Many thanks to Alan Harman, Kim Flottum, and the Bee Culture staff for pointing me to the interesting and timely research paper discussing the value of plentiful pollen for healthy bees. “Pollen stressed youngsters die younger, are smaller and forage and dance less – all which exacerbate other problems like pesticide exposure.”
I could not agree more!
I have felt that many (if not most) hobby beekeeper’s problems are due to poor animal husbandry practices, which include poor food quantity and quality. I visit with beekeepers and wonder how their bees are finding any food when there are only well-mown lawns and trimmed fences spreading in every direction. I hear how some beekeepers remove most of the honey stores late in the season, feed a few gallons of syrup in late fall, never control mite populations and then are surprised when their bees are dead in February. We hobby beekeepers have a huge advantage over commercial beekeepers in that beekeeping is not usually our only source of income (if there is any income from the hives at all).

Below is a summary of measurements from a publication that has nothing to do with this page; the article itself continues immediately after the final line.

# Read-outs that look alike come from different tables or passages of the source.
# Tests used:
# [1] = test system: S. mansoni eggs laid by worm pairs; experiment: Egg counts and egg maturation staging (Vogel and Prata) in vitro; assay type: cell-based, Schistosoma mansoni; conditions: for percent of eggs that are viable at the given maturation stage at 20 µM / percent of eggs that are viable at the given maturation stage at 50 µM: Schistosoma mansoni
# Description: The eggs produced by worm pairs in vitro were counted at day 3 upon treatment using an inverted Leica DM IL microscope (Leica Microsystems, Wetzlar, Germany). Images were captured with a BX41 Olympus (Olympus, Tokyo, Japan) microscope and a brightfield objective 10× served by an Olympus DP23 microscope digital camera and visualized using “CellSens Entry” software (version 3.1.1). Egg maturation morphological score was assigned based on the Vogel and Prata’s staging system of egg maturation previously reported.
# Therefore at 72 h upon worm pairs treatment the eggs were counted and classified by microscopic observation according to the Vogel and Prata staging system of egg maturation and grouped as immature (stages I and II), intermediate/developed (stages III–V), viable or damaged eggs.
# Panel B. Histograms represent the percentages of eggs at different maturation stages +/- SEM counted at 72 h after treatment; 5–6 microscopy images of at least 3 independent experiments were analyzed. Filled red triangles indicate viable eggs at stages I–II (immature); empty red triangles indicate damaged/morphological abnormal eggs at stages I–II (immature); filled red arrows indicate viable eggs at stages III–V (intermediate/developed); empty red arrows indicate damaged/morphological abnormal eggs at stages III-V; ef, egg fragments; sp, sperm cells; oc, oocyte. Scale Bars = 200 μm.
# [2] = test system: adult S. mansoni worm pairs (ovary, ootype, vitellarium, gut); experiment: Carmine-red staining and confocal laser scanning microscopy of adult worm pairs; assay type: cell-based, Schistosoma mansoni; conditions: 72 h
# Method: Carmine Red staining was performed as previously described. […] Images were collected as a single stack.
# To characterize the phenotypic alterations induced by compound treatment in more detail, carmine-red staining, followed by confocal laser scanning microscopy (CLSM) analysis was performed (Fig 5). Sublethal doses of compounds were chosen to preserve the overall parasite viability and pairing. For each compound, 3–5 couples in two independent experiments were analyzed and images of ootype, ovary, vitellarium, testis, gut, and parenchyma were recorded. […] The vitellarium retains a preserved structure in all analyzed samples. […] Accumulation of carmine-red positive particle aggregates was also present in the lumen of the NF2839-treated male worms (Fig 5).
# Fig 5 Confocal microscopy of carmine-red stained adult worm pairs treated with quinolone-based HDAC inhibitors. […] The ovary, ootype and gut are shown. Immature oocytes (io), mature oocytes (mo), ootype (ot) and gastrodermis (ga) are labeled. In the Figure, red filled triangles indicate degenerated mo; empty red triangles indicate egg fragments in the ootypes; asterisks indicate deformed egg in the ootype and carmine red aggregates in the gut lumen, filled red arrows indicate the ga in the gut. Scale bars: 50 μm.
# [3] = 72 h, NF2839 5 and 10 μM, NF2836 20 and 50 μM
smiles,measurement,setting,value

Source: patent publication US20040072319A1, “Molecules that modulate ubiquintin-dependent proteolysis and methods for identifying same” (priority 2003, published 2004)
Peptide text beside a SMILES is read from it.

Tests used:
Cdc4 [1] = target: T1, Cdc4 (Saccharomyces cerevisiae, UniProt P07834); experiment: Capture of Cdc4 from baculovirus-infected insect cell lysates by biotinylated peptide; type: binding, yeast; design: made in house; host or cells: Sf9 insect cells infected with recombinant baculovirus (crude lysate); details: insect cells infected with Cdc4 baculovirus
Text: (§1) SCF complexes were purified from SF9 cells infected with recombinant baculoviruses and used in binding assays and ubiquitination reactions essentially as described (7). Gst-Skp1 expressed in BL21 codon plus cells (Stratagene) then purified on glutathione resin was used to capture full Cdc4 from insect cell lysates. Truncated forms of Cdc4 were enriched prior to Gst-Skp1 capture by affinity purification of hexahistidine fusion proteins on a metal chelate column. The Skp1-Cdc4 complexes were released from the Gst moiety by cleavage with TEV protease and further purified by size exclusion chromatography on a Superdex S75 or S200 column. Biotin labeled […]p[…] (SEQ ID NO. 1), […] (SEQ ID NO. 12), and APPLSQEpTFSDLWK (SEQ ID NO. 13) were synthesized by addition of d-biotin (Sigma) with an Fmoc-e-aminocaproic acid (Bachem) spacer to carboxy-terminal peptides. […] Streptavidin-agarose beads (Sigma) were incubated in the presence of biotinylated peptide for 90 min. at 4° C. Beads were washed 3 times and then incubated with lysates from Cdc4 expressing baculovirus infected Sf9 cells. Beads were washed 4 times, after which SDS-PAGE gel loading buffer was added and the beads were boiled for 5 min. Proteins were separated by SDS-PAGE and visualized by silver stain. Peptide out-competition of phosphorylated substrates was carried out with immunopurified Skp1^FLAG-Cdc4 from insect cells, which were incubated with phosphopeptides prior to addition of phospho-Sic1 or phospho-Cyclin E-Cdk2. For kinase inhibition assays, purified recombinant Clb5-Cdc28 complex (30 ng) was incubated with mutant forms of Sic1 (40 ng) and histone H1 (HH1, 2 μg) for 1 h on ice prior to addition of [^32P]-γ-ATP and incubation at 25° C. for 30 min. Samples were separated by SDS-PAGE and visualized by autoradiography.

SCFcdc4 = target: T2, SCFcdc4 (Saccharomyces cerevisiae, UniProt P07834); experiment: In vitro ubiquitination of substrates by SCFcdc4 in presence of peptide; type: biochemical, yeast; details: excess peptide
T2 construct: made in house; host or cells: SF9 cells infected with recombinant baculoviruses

Live bees in the spring is the hobby beekeeper’s best reward. Dead bees don’t make honey.